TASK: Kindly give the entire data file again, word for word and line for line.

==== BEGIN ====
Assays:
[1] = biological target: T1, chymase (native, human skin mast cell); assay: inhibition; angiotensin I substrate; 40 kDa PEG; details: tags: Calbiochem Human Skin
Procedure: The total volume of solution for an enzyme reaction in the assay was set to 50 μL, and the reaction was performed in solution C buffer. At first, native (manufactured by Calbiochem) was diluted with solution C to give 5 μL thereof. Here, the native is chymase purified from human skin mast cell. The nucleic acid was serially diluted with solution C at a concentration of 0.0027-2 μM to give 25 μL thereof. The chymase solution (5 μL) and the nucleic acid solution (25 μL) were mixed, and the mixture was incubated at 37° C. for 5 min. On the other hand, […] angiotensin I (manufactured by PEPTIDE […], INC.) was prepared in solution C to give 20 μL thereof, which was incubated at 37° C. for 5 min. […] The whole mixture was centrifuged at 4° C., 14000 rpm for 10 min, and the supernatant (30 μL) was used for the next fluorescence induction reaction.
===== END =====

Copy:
Assays:
[1] = biological target: T1, chymase (native, human skin mast cell); assay: inhibition; angiotensin I substrate; 40 kDa PEG; details: tags: Calbiochem Human Skin
Procedure: The total volume of solution for an enzyme reaction in the assay was set to 50 μL, and the reaction was performed in solution C buffer. At first, native (manufactured by Calbiochem) was diluted with solution C to give 5 μL thereof. Here, the native is chymase purified from human skin mast cell. The nucleic acid was serially diluted with solution C at a concentration of 0.0027-2 μM to give 25 μL thereof. The chymase solution (5 μL) and the nucleic acid solution (25 μL) were mixed, and the mixture was incubated at 37° C. for 5 min. On the other hand, […] angiotensin I (manufactured by PEPTIDE […], INC.) was prepared in solution C to give 20 μL thereof, which was incubated at 37° C. for 5 min. […] The whole mixture was centrifuged at 4° C., 14000 rpm for 10 min, and the supernatant (30 μL) was used for the next fluorescence induction reaction.